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Sharuko: El Arqueólogo Peruano Julio C. Tello / Peruvian…

de Monica Brown

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This book, told in both English and Spanish on adjoining pages, tells the story of Julio Tello, born in Peru in 1880. Julio came from an Indigenous Quechua-speaking family. The nickname Julio acquired as a child, “Sharuko,” is the Quechua word for “brave.” He loved to explore the caves and burial grounds he found in the foothills of the Andes. The author writes: “Nothing scared Sharuko, not even the skulls he and his brothers uncovered in ancient tombs.”

Julio did well in school, and his aunt helped pay for him to further his education in Lima. He also worked side jobs to help pay. One of them was in a surgeon’s office, and what he learned there inspired him to study medicine at the university. Furthermore, he decided to devote his medical skills to the study of the Indigenous history of Peru.

After graduating, Julio came to the US to attend Harvard University and study anthropology and archaeology. He eventually returned to Peru to work as an archaeologist at the Museum of Natural History in Lima. He also discovered an archaeological site helping prove that the Indigenous Peruvian culture at Chavin had not been imported from elsewhere, but was native to his ancestors. He found similar evidence at an Indigenous Paracas site.

Julio died in 1947. The author observes: “He was the first and greatest Indigenous archaeologist of Peru, and he is still beloved by Peruvians.”

The book concludes with an Afterword by the author, an Illustrator’s Note, and a list of sources.

The author, as well as illustrator Elisa Chavarri, are both Peruvian Americans. Brown stated in an interview that “this project was very personal to us; we were both committed to representing Peruvian history and a great Peruvian hero in the way he deserved.”

Chavarri used brightly colored watercolor and gouache paintings with backgrounds that include Indigenous images and motifs from the art and artifacts discovered by Julio Tello..

Evaluation: Most archeological information for American audiences comes from discoveries in the Middle East. This book provides a nice contrast, as well as a broader perspective about where the world’s knowledge comes from. ( )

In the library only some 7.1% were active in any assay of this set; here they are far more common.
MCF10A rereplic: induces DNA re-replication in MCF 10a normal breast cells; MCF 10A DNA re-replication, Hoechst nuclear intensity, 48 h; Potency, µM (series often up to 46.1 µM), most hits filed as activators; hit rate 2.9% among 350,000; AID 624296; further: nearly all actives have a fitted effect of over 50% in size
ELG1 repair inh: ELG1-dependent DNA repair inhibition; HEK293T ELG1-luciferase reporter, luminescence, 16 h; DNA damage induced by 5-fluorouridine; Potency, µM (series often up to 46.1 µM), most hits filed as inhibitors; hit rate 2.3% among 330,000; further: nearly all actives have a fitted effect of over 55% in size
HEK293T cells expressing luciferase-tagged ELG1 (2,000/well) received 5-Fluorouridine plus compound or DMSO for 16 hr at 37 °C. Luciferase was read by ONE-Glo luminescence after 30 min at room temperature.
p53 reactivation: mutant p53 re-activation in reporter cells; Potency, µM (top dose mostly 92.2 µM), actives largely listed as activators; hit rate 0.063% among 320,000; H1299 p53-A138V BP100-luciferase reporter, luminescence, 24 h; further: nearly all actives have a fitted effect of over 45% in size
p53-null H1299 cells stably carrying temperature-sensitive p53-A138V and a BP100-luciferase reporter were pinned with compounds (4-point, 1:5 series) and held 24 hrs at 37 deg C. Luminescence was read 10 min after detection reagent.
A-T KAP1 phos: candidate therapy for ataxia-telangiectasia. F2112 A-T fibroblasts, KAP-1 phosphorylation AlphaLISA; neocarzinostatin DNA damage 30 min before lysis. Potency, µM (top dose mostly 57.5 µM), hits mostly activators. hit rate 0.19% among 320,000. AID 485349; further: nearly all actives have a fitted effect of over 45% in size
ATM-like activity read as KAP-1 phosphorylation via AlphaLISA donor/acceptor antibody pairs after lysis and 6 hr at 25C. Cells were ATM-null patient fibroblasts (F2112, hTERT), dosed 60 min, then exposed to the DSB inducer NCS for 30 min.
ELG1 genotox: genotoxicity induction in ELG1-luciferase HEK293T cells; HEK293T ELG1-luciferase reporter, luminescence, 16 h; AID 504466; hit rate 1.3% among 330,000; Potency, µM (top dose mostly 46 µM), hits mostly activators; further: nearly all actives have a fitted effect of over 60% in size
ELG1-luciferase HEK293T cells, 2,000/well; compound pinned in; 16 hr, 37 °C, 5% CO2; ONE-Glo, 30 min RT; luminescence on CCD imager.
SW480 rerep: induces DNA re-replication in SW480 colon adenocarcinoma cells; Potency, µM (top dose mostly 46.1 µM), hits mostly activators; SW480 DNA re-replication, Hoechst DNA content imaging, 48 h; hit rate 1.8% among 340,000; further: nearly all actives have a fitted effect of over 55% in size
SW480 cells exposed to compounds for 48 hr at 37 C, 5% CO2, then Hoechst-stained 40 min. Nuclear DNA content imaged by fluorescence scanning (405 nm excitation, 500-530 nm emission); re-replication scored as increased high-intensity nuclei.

nbmars | Jul 3, 2021 |
Intermediate; Biography; Informational; This is a great story about a young boy who loves the history of his Peruvian culture and wants to hold onto it. He attends school and studies the archeology of Peru, getting many jobs throughout his life. He was determined to learn about and share his culture and background and was called Sharuko which means brave. This is a great story for young kids with strong passions or cultural ties. ( )
  MaggieRemy | Apr 1, 2021 |
Primary-Int. This book tells the story of archaeologist, Julio C. Tello. He was one of the very first Peruvians to study the indigenous history of Peru, his story is amazing and really shares love and amazement for the indigenous peoples of Peru and South America. Excellent for history, biography, or just to have around.
  sarahcasimes | Mar 20, 2021 |
Great history ( )
  melodyreads | Jan 29, 2021 |
This is an incredibly cool picture book biography about Peruvian archaeologist Julian C. Tello, a.k.a. Sharuko ("brave" in Quechua), who was born in Perú in 1880. He studied archaeology and made many discoveries, proving that Indigenous cultures were older than anyone had thought.

Text is in both English and Spanish.

Back matter includes a photograph, afterword, illustrator's note, and author's sources. Facing the title page is a map of Perú.

From the Afterword:
"Many archaeologists have also interpreted ancient Indigenous cultures through an exclusively Western lens. Julian C. Tello made it his life's work to change this dynamic. As an Indigenous Peruvian and Quechua speaker, he told the story of Peru's past from a Native perspective."

See also: My Name is Gabriela ( )
  JennyArch | Dec 27, 2020 |
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